A few weeks ago, I decided to check in on some old friends. And instantly, it was like I had never said goodbye to Jill Zarin, Alex McCord and Kelly Bensimon. What happened when I started rewatching The Real Housewives of New York City surprised me. A sense of comfort and safety appeared just as magically as a glass of pinot grigio in Ramona Singer's hand.
There's something special about The Real Housewives of New York City. The long-running Bravo reality show is still firing on all cylinders, which isn't surprising given the chemistry the current cast has, but revisiting the show was unexpectedly more delightful than I anticipated. Starting with season three and reliving the iconic vacation to Scary Island was everything I had hoped for. And then there was Jill's friendship breakup with Bethenny Frankel. It's still painful to watch, but wildly entertaining.
Going back and seeing how some of the OG ladies have (and haven't changed) made me feel like a pop culture historian. It was refreshing to see how little TV fame has had an impact on Ramona. I went back out of desire to relive Scary Island, one of the greatest stretches of reality TV episodes ever, and found myself comforted by the old episodes. During these rather stressful times (don't @ me, I'm not getting too political), the past squabbles over clothes hangers, ghost writers and being called white trash helped center me. Worries? What worries? They fell away, just as everybody's cool did when Jill surprised them on Scary Island.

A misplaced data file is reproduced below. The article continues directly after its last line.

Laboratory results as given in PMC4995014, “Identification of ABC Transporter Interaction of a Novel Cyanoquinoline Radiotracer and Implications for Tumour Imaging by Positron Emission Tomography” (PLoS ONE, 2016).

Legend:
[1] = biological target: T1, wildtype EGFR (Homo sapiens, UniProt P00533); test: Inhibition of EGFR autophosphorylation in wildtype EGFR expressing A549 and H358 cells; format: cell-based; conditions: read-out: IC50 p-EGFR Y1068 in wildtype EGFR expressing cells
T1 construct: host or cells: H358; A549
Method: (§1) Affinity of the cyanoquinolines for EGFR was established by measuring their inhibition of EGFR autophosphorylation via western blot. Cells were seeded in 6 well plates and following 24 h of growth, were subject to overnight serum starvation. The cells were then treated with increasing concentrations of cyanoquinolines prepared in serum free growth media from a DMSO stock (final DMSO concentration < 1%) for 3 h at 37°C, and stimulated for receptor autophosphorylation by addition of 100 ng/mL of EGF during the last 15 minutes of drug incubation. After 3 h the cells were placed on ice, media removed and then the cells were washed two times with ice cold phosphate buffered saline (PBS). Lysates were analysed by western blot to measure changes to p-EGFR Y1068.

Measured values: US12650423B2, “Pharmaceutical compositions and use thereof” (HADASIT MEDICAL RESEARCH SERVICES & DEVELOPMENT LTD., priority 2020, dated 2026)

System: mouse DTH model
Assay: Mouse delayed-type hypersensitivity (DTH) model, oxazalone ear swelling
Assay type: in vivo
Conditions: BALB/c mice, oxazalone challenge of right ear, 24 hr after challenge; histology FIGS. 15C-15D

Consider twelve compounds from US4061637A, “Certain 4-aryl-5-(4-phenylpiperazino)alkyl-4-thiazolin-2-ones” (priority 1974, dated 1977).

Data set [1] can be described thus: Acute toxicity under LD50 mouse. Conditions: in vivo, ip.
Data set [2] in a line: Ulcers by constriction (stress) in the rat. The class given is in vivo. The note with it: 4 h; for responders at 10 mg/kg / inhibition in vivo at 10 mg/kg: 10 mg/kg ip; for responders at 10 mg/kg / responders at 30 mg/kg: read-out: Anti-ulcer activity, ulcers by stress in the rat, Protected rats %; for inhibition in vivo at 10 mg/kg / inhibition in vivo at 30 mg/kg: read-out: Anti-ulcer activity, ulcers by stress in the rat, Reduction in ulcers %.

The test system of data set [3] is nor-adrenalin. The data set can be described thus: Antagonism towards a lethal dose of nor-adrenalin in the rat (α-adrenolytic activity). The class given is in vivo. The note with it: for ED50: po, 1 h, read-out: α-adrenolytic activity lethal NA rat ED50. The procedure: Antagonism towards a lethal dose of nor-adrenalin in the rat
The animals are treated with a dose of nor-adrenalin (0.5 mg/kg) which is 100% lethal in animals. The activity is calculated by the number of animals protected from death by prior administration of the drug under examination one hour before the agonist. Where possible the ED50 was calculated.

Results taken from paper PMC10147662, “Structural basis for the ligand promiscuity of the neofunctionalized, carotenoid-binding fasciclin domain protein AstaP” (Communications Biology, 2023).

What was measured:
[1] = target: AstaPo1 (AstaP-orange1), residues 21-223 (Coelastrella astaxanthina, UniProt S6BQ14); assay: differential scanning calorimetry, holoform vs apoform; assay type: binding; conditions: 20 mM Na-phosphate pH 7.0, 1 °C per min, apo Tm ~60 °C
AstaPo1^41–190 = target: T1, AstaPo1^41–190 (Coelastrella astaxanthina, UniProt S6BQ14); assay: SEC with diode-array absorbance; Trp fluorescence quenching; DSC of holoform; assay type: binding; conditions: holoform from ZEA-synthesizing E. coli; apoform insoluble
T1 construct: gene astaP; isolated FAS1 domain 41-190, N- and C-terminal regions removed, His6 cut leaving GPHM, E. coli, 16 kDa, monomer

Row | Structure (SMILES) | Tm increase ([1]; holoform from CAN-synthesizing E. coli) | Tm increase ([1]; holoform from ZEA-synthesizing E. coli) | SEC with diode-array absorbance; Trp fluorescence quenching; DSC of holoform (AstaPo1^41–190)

Rewatching these women and their absurd vacation requests, drunk fights, inane squabbles, touching personal moments and love of sequins felt like catching up and reminiscing with old friends. The stories of days gone by were just as good as when I watched them the first time around. That's in large part to the timelessness of Real Housewives.
With the exception of some fashion choices and technology, the show doesn't really age. You can tell the era by the hairstyles, flared jeans and Blackberry phones, but other than that, there are no pop culture references to groan at, and (for the most part) no off-color jokes or comments that are now problematic. The conflict, which ranges from petty to potentially slanderous, does not get any less fascinating to watch as the years go by.
Sonja Morgan and Alex arguing over who was asked to speak at a marriage equality march? Timeless. Carole Radziwill and Aviva Drescher clashing over allegations about using a ghost writer? Timeless. Heather Thomson confronting Luann de Lesseps over having men in the vacation house overnight? Timeless. Dorinda Medley saying, "Back that s--t up!"? Timeless. Even the season that largely focused on Carole becoming political in the lead up to the 2016 presidential election won't be hindered by the passage of time. It's a history lesson.
And that's why RHONY endures.
The Real Housewives of New York City airs Wednesdays, 9 p.m. on Bravo.
(E! and Bravo are both part of the NBCUniversal family.)